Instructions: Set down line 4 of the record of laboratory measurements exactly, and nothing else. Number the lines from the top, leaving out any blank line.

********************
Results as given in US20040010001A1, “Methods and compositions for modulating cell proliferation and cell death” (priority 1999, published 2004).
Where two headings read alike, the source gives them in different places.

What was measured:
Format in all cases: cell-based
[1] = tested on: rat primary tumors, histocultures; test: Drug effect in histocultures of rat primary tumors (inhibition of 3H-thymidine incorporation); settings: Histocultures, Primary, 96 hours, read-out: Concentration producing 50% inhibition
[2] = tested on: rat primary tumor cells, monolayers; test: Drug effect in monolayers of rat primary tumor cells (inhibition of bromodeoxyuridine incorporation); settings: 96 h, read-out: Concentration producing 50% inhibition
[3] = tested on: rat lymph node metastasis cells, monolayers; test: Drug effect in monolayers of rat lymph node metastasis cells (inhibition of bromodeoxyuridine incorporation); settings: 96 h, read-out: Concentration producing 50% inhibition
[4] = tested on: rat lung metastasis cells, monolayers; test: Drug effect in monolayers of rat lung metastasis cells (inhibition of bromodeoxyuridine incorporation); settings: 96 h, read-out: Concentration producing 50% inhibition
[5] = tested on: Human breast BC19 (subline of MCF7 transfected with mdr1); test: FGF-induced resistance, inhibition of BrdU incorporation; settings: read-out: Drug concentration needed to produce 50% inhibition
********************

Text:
Format in all cases: cell-based